• After looking at the big service picture, realise it's the little things that are causing many of your client's poor service experiences. In other words, while you may be focused on the product, pricing, and aesthetics of your company, your clients are leaving because of the interaction they had with an employee, whose name you can't even recall. Focus on your employees in the following ways:
  1. Communicate regularly with your employees about their importance to delivering a great service experience. Provide them best-practice tips on how they can deliver an excellent experience.
  2. Integrate service into standing staff meetings, so service becomes a part of every discussion, and best-practices can be learned and shared. 
  3. Offer customer-service training to all of your employees. No one of us should ever feel we know everything about service and can't learn something to improve our service delivery. Consistently challenge yourself and your staff to improve the service experiences provided. 
  4. Reward great service. If you say service is important, and yet the non-service-oriented employees within your organisation seem to be the ones recognised, your rhetoric will fall on deaf ears. Ensure your words and actions match one another, thereby encouraging employees to deliver a great service experience consistently. 
  5. What service recovery process does your company have in place that would stop a posting on from occurring? If a posting occurred, how would even know? Is the process well thought out, or is your clients' experience left to chance? 
  6. Is the true cost of not resolving issues taken into consideration when implementing policies or making decisions? You may be profitable, but how much more profitable could you be if the negative press that results from social media existed.
4. Do you make it easy for your clients to complain? To the chagrin of my teenage sons, I recently joined Facebook. It is fun to catch up with old classmates I may not have spoken to in years. I know when one of my friends is anticipating making a purchase, has gone to a good restaurant, found a bargain, or conversely had a poor service experience, purchased an inferior product, or has been wronged by their service provider. In the case of a poor service experience, they let their friends know they should not frequent this or that establishment, purchase this merchandise, or be otherwise subjected to a certain vendor's service. And let me tell you. They don't mince words. I understand why employees may not want to listen to client complaints, and I myself cringe every time someone points out something I've done wrong. It's human nature. However, this attitude can be very dangerous. Review Dave Carroll's hysterical YouTube video of United Breaks Guitars that details his experience with United Airlines. To date, 5.8 million viewers have logged in.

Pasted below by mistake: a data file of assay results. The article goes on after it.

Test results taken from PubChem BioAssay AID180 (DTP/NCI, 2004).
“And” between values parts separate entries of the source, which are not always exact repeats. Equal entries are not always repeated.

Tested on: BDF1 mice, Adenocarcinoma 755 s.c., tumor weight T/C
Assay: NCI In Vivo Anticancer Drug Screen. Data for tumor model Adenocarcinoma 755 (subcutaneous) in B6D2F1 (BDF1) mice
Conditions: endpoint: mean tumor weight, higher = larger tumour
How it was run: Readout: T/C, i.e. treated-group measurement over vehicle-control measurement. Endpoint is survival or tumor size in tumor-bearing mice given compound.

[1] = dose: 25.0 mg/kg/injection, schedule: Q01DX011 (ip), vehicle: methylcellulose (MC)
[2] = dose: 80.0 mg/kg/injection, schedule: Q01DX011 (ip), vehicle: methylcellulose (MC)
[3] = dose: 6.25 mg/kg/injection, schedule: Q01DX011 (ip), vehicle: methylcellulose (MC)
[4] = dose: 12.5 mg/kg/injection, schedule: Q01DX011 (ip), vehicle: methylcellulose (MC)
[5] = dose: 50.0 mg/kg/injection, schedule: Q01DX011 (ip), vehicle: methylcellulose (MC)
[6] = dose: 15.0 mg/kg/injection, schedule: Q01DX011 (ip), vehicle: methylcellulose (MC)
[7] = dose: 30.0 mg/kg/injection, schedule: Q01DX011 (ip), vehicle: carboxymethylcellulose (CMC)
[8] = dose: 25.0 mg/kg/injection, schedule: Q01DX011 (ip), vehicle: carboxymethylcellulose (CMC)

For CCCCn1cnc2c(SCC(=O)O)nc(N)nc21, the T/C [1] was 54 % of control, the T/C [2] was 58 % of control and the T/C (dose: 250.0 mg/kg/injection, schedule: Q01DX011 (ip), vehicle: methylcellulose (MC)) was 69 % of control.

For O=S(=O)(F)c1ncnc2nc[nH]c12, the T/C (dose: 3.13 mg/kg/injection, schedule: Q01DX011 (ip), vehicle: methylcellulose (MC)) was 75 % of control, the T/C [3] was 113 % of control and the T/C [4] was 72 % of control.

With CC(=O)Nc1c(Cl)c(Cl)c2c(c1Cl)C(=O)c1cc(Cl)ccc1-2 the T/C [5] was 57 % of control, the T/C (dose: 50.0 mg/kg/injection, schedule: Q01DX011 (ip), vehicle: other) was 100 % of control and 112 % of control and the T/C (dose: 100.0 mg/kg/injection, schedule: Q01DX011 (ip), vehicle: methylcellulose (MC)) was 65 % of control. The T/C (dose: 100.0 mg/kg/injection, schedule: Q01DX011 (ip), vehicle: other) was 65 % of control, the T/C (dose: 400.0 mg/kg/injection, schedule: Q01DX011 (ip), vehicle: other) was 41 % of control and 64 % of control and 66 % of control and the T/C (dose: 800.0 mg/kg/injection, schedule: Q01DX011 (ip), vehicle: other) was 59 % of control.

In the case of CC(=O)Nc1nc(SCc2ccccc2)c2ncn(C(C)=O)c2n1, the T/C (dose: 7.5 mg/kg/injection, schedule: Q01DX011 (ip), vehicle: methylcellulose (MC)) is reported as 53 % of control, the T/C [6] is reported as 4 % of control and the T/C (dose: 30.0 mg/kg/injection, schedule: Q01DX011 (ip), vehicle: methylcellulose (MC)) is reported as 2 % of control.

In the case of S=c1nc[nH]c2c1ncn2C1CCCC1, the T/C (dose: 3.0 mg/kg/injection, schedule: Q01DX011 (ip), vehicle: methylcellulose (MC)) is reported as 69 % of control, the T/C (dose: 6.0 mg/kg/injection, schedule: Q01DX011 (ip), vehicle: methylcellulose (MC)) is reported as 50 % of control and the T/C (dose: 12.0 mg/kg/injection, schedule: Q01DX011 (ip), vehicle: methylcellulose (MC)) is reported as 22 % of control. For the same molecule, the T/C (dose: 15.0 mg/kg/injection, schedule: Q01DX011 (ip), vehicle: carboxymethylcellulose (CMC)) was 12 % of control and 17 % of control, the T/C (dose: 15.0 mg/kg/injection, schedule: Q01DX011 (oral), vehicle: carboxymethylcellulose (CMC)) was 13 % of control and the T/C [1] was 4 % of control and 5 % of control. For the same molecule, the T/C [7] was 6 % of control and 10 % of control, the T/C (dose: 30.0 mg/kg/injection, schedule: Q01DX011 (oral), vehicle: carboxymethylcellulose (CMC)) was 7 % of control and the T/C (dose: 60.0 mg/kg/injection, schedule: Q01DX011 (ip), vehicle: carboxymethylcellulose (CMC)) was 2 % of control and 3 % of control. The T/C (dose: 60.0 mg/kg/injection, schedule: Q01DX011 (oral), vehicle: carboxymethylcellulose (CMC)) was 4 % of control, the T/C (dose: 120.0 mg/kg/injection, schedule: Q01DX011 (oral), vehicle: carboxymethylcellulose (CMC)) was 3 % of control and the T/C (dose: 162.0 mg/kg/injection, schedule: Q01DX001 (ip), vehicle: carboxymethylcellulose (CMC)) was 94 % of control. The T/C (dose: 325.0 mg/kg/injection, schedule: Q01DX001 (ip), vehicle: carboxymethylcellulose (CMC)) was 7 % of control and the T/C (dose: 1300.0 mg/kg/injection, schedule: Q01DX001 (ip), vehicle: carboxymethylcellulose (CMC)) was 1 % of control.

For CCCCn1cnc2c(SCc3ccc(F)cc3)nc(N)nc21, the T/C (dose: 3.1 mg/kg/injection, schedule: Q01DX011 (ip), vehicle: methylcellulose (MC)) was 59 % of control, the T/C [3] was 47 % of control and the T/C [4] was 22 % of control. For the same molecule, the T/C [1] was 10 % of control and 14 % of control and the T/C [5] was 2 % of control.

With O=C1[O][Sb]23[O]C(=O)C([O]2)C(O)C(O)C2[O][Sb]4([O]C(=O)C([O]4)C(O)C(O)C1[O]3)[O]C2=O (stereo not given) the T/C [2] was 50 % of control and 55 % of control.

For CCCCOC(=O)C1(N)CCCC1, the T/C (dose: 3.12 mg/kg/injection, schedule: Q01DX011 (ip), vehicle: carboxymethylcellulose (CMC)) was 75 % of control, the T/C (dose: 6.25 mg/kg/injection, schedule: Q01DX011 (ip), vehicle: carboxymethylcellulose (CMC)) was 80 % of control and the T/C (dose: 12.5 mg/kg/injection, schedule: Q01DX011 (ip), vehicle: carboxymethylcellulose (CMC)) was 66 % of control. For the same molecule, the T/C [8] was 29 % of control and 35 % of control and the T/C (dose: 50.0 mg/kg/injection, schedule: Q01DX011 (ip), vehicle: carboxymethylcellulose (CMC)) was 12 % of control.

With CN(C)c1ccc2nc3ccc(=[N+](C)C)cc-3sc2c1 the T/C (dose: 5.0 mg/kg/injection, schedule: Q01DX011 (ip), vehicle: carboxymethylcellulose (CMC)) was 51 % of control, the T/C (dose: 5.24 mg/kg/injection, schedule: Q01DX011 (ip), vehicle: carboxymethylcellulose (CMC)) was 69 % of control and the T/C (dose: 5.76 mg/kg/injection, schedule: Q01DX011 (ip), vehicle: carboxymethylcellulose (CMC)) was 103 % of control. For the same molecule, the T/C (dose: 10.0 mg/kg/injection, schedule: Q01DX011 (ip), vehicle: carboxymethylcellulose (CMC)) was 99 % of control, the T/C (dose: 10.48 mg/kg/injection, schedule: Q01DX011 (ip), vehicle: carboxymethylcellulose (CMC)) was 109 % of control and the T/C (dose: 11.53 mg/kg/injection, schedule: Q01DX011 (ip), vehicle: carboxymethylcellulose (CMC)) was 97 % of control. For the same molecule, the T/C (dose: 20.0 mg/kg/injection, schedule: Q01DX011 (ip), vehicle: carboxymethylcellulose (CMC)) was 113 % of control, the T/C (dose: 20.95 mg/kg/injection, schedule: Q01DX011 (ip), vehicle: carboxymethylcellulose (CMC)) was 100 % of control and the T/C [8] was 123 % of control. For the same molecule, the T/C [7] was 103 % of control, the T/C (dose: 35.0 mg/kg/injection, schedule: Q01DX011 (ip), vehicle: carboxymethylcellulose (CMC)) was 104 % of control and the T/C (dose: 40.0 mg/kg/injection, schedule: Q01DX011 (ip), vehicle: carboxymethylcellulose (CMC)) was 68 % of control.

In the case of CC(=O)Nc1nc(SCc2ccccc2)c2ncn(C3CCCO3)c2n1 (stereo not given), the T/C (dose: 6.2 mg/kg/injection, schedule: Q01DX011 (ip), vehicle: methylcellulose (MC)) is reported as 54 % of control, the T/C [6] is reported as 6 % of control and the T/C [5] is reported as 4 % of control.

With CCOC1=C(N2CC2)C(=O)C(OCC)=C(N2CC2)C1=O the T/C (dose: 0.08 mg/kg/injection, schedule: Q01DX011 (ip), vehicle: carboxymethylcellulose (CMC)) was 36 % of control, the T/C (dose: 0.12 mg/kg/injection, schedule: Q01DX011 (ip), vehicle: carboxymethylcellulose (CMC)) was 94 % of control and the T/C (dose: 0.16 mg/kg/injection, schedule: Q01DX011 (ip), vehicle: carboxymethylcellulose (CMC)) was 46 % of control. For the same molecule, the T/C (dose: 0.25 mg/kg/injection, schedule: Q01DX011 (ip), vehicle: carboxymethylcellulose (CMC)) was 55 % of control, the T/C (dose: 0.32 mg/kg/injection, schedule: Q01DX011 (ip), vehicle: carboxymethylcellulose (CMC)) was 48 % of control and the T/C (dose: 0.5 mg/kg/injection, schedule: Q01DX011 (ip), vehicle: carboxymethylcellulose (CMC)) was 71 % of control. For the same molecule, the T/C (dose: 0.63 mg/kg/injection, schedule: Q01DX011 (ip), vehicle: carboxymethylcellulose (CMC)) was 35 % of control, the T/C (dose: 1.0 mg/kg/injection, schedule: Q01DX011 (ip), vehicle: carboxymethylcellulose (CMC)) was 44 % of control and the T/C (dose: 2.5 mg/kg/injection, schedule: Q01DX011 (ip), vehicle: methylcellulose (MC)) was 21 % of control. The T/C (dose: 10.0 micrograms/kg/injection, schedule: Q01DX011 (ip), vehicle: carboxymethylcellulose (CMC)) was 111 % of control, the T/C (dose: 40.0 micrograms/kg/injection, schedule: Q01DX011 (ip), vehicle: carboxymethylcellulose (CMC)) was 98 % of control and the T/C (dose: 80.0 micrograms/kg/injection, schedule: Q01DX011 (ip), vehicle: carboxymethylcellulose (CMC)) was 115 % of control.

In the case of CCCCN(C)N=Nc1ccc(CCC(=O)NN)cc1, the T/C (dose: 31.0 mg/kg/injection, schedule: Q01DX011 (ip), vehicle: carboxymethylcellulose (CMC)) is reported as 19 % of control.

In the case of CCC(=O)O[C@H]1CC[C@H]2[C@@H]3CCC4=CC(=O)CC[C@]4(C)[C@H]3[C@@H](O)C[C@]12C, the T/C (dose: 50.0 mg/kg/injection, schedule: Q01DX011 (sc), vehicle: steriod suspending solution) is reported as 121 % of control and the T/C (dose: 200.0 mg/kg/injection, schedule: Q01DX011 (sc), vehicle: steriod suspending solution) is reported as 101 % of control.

Still don't think social media is powerful? That's what your competition hopes you believe as well.  And, from a service perspective, not having a strategy around your client’s experience so you can combat the forces of social media is very dangerous. 

So next time you review (or don’t review) your clients’ experience, consider social media. For instead of telling you about their experience, they could be literally telling the world.
Susan Hoekstra is an experienced customer service expert, senior manager and consultant who spent the past 25 years working with multi-sized, fast-paced, highly volatile companies in the manufacturing, distribution, membership services, franchise and financial services industries. Over the years, she has developed a penchant for developing strategic service initiatives that drive growth and value to clients, employees and shareholders. Susan owns her own customer service consulting company, has written The Service Journey, a customer service strategy book and has held senior management roles in various industries. Her website is http://www.theservicejourney.com and http://blog.theservicejourney.com.